Uproarious Laughter Not an Accident
Talk show hosts and sketch comedy shows have had no shortage of things to write about- they shine a light on political injustices, world leaders and political officials, and other things that may otherwise be depressing and sad to learn about and get most audiences to laugh with them week after week. These people poking fun at current events and leaders taller than them is not a new concept- theatre has been the stage for that for centuries. Successful writers are able to wax philosophical via the lens of humor, and audiences not only are able to laugh but get an incisive look into the void of reality at the same time.
Enter Accidental Death of an Anarchist, written by Dario Fo. For some much needed context of the show, pay attention to the slides they show when you arrive. This is the “preshow”- explaining the nature of the “Years of Lead” that had fraught Italy between the late 1960s to the early 1980s. The slides explain the Piazza Fontana bombing of 1969, the arrest of railway worker and member of the Anarchist party Giuseppe Pinelli, and his death (by “falling” out of a four story window) three days after being detained that had been ruled as “accidental.” Fo had written this play in response to not only the Pinelli’s death, but in response to what the police and media were churning out in terms of misinformation- Accidental Death of an Anarchist is not just a political farce, it is an accusation and an attempt at awareness of what the Italian police and media were trying, or at least capable, of doing.
The play begins where the slides end- with the news of Pinelli’s death, at the police station. A “Maniac” (Malia Wessel) is being interrogated by Inspector Bertozzo (Jake Wolf) alongside the Constable (Dean Mo). The Maniac has been fraudulently impersonating many people, including on psychiatrist and university lecturer Professor Antonio Rabbia. When Bertozzo steps out, the Maniac fields a phone call from Inspector Pissani (Alten Kiakona), where he learns that a judge is going to conduct an official inquiry about the death of the anarchist who had fallen out of the fourth floor window. The Maniac, in a swift flurry of costumes and improvisation, meets with Pissani, the Superintendent (Katherine Altman), and a mustachioed Constable (Dean Mo) and convinces them all that he is indeed the judge coming to review the case. While they are in the midst of reviewing the case (with the Maniac poking holes and getting them to confess to various wrongdoings along the way), journalist Maria Feletti (Annastasia Fiala-Watkins) enters and in an effort to hide the truth from the press, the police officers agree to pass off the Maniac as another officer visiting from a nearby jurisdiction, hence unknowingly furthering the Maniac’s masquerade rabbit hole.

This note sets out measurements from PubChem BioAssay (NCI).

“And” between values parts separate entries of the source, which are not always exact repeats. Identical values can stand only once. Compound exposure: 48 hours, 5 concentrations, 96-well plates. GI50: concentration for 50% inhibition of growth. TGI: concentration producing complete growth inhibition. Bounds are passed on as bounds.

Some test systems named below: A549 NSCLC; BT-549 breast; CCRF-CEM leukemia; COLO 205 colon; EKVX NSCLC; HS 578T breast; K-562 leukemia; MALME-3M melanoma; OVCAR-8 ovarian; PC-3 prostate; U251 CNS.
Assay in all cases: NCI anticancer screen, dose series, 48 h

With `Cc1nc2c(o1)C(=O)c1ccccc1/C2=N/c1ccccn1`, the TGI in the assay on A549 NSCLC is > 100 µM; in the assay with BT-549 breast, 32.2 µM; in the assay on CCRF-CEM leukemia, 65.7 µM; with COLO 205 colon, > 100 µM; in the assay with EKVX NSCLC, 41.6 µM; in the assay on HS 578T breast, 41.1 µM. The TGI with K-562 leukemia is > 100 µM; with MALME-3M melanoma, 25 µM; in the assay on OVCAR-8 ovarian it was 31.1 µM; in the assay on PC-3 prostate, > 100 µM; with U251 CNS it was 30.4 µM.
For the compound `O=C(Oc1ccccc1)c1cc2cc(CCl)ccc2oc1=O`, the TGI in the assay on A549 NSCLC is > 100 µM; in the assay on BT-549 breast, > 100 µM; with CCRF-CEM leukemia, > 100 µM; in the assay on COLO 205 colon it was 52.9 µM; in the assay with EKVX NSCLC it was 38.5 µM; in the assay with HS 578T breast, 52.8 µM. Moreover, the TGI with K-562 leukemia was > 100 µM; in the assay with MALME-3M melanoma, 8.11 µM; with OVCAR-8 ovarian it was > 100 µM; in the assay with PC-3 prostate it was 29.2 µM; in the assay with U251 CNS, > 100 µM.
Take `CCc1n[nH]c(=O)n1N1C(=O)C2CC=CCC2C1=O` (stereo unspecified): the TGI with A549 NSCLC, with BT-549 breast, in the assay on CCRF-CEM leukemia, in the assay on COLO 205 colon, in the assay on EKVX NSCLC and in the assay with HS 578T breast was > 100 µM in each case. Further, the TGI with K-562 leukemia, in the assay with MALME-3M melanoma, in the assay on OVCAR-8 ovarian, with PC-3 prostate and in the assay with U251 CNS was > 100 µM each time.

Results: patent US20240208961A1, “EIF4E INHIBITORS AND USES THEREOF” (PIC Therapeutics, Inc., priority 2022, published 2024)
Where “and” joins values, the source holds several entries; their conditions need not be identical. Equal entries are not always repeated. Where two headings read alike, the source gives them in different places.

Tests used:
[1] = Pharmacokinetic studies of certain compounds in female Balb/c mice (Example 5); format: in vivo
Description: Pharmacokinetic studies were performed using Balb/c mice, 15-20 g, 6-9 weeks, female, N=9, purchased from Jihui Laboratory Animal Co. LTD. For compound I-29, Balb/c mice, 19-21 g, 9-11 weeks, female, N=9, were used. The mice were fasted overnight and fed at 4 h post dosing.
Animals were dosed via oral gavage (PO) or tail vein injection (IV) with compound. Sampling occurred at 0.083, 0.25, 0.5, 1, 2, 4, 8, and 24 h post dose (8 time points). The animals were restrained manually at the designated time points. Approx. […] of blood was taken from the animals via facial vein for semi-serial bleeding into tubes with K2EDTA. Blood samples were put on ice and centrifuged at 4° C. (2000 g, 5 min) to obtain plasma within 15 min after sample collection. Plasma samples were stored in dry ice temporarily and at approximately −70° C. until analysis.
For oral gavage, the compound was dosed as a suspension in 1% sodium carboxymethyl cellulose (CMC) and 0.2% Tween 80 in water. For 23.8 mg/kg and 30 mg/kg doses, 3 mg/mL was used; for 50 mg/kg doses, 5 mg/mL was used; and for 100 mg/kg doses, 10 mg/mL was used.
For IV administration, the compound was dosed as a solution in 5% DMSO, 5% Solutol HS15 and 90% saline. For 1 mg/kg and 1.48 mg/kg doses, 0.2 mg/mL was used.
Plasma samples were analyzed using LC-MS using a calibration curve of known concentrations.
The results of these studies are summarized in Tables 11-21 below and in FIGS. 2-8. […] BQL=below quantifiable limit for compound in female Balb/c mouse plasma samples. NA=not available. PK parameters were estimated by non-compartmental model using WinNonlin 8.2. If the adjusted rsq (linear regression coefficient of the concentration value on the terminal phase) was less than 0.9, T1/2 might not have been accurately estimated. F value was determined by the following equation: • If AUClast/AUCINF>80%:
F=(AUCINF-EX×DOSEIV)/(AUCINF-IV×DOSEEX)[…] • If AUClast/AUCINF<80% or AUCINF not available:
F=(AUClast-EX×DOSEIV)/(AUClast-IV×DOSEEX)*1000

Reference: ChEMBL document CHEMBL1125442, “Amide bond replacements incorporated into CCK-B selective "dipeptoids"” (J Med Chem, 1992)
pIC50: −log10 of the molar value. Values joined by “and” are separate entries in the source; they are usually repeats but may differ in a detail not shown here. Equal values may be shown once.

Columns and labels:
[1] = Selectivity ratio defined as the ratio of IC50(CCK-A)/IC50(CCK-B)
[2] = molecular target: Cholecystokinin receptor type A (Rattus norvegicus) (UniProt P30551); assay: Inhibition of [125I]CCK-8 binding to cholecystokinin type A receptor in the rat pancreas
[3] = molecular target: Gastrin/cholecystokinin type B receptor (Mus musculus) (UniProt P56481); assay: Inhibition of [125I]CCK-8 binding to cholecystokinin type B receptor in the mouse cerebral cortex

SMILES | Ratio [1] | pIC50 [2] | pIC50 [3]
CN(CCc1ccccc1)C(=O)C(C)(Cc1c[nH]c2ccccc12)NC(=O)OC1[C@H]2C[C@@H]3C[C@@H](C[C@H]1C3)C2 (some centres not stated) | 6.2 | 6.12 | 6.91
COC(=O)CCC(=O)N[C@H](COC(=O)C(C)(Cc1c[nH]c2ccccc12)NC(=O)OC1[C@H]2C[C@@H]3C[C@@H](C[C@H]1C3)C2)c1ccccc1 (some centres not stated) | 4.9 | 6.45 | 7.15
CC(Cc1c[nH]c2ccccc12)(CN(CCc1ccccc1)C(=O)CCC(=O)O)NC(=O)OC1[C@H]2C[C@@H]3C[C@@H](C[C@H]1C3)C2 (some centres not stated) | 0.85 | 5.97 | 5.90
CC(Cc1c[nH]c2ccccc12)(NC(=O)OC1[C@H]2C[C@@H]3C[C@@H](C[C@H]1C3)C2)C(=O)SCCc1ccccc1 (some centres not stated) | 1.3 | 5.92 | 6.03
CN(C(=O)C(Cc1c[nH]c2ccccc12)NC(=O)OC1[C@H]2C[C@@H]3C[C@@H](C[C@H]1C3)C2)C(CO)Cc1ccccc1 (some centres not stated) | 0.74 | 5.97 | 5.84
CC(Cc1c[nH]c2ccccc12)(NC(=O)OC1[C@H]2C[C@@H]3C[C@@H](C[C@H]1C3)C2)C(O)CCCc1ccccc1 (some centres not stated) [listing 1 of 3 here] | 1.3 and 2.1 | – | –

In between all of these shenanigans lies no shortage of quips, lines, and hilarious moments for the audience to laugh at. As director Christine Lamborn states in her Director’s Note, “Although this piece is politically charged – which was its original intent - the use of comedy, farce, slapstick, and satire help to soften the blow.” Lamborn deftly executes the spirit and intention of Fo’s piece, plying strong and tight performances form her actors. Not all the jokes and gags land – there are many, after all – but audiences differ every night, and I confidently the comedy will reach you at least 9 out of 10 times. This is Lamborn’s directorial debut, and she has chosen a strong piece with a voice that isn’t weighed down by the darkness of reality but doesn’t shy away from it either.
Lamborn’s cast is sublime. The police force – Kiakona, Wolf, Altman, and Mo – work delightfully on their own and shine as a unit. Their group bits are well timed and not a single one of them drags. Altman stands out as the Superintendent, demonstrating a fantastic range with her character. Drilling everyone one second, and at the flip of a switch bending to the Maniac’s coy statements, and then back again was an exercise in comedy we could all learn from. Fiala-Watkins, though coming in the last quarter of the show, goes toe to toe with all of them, grabbing her share of the laughs and having one of the most memorable lines of the play: “Why doesn’t Dario Fo write more roles for women in his plays?” The audience clap backed resoundingly. Wessel rounds out the cast, living and breathing the Maniac throughout the entire production. She delivers a sharp performance with remarkable stamina as the play demands a lot from the Maniac. While she is the main character of the play, she rounds out the ensemble and doesn’t make it “her show” (although it is); rather, she clearly the story and raises those around her, lending to a very fleshed-out performance from all.
Rachel Filbeck’s scenic and lighting design was simple and effective- the police office being such a conducive space to the hilarity, and the lighting helping make very dramatic (and sometimes comedic) points land very well. Lamborn, in addition to directing, designed the costumes and she has constructed strong looks for all of her actors, and a special nod to all of her costumes for Wessel- each disguise was more ridiculous than the last, and eventually a wooden leg is involved, but not how you think it will be!
This is the third year for the Chaminade University Collegiate Theatre Festival, and it’s great to see it going strong. Accidental Death of the Anarchist continues through this weekend, June 28-30 at 7:30pm and July 1 at 4:00pm at the Loo Theatre on the Chaminade University campus.